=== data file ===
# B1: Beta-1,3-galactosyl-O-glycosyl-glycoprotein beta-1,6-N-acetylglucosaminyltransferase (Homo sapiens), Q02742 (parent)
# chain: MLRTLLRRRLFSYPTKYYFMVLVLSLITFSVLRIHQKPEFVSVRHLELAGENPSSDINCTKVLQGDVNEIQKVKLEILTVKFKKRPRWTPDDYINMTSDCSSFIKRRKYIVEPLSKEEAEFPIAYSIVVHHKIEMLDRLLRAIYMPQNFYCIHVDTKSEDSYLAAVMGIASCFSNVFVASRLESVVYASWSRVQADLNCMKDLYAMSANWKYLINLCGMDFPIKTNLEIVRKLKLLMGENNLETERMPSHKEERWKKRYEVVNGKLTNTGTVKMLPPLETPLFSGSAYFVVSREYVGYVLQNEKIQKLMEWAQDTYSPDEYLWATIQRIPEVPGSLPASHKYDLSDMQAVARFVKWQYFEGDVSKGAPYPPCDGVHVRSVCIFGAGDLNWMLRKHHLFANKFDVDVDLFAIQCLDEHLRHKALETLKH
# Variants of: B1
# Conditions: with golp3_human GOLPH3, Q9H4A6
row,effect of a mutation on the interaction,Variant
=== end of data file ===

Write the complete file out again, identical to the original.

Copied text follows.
# B1: Beta-1,3-galactosyl-O-glycosyl-glycoprotein beta-1,6-N-acetylglucosaminyltransferase (Homo sapiens), Q02742 (parent)
# chain: MLRTLLRRRLFSYPTKYYFMVLVLSLITFSVLRIHQKPEFVSVRHLELAGENPSSDINCTKVLQGDVNEIQKVKLEILTVKFKKRPRWTPDDYINMTSDCSSFIKRRKYIVEPLSKEEAEFPIAYSIVVHHKIEMLDRLLRAIYMPQNFYCIHVDTKSEDSYLAAVMGIASCFSNVFVASRLESVVYASWSRVQADLNCMKDLYAMSANWKYLINLCGMDFPIKTNLEIVRKLKLLMGENNLETERMPSHKEERWKKRYEVVNGKLTNTGTVKMLPPLETPLFSGSAYFVVSREYVGYVLQNEKIQKLMEWAQDTYSPDEYLWATIQRIPEVPGSLPASHKYDLSDMQAVARFVKWQYFEGDVSKGAPYPPCDGVHVRSVCIFGAGDLNWMLRKHHLFANKFDVDVDLFAIQCLDEHLRHKALETLKH
# Variants of: B1
# Conditions: with golp3_human GOLPH3, Q9H4A6
row,effect of a mutation on the interaction,Variant